In this dire time, the world is grasping for critical healthcare solutions to fight COVID-19. Incredible people have stepped up to leverage technology in meaningful ways to benefit humanity. The current stay-at-home orders afford app developers precious time to build innovative solutions that can help speed the return to normalcy.

Because addressing asymptomatic carriers is critical to combating coronavirus, several apps focus on contact tracing, self-diagnosis of symptoms or general tracking of the pandemic. Even rivals Apple and Google are collaborating to provide a contact tracing technology framework to halt the spread of COVID-19 and accelerate the return of daily routines.

NowSecure wants to help do our part to help eradicate this global problem by assisting those who are building COVID-19 mobile apps for the general public. Our team offers free expert mobile app security reviews to any qualified app developer building a qualified pandemic-related mobile app for public use. Many at NowSecure actively volunteer significant time to these important initiatives and we’ve already lent a hand to verify that a few of these apps preserve the security and privacy of their intended users.

App builders entrust someone to use your application that will be collecting incredible swaths of sensitive information, which is both a noble and risky undertaking. Surveys conducted by early beta tests on these COVID-19 apps have surfaced user concerns about how the data will be used if they provide a positive test result. With great power in the form of collecting surveillance data comes great responsibility to safeguard it carefully.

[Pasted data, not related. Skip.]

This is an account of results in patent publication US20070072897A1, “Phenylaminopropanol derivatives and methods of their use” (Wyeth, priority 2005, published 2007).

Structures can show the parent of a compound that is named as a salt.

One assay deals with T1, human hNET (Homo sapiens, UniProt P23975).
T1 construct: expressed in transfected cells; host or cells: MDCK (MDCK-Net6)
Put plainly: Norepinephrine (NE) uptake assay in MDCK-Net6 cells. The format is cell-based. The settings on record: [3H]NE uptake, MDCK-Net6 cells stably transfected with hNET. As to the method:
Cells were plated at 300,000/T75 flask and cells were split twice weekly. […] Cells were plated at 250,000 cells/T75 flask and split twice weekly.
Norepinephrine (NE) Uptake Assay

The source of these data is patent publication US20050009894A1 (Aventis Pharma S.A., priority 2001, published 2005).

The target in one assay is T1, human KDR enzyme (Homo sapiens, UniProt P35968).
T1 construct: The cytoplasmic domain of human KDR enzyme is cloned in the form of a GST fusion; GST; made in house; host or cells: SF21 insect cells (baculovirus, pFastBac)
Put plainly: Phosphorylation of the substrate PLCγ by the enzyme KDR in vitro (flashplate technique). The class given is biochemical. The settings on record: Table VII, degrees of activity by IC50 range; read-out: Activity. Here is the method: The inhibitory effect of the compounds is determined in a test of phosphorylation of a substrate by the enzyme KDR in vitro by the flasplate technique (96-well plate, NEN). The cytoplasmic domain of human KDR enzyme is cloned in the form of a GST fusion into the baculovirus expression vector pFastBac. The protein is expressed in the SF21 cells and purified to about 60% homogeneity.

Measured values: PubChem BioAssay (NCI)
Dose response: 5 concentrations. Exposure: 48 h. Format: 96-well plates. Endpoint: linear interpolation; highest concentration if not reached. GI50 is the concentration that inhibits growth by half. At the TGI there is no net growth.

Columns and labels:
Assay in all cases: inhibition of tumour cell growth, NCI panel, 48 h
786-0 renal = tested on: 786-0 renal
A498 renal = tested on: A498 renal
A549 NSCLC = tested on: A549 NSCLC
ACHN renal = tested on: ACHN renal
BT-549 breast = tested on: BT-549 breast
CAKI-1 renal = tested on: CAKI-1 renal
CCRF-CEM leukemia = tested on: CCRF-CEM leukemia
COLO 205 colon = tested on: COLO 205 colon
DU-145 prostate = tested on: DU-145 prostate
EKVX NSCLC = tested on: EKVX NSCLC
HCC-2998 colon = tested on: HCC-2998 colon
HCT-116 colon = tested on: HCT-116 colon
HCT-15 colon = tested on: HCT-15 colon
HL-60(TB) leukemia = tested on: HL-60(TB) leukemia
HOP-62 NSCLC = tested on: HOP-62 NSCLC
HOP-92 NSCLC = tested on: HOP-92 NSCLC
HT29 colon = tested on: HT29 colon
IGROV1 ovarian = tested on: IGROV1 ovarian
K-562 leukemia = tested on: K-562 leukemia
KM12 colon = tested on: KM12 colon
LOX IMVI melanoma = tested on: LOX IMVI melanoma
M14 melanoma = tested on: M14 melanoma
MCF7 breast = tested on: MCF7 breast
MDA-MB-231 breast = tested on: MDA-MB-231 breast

Mobile App Architectural Issues to Consider

Thanks to our significant experience writing and testing the security of mobile applications, we’ve amassed a series of best practices that can guide the development of safe COVID-19 apps. (See our “Secure Mobile Development Best Practices” here.) What follows is a checklist of issues to consider as projects take shape.

  • How will you uniquely identify users, such as by unique device IDs or by anonymized data? This will impact what you can do with the data, how you might notify users, and may create significant usability vs. security tradeoffs.
  • What types of data will the app collect and will it address privacy? The information ingested that’s subject to the Health Insurance Portability and Accountability Act (HIPAA) or otherwise treated as Personally Identifiable Information (PII) in other environments will be considered to gain approval to Google Play and the App Store.
  • How will you trust the data the app collects? Fake reporting is a major concern. For instance, consider Sybil attacks that could result in either denial-of-service attacks or otherwise create chaos due to false positive COVID self submissions. Consider using APIs such as DeviceCheck from Apple which could enable a feature such as only allowing a device to provide a COVID-19 positive test result uniquely per device or to rate-limit the number of times a positive result can be submitted.
  • Is GPS data accurate enough for your use case? Uber has done some really interesting work in this area. Consider that this type of data can be spoofed by devices or via API requests.
  • Will the app require Bluetooth communication for accuracy? (See the GPS vs Bluetooth for Contact Tracing discussion from the CoronaTrace project.)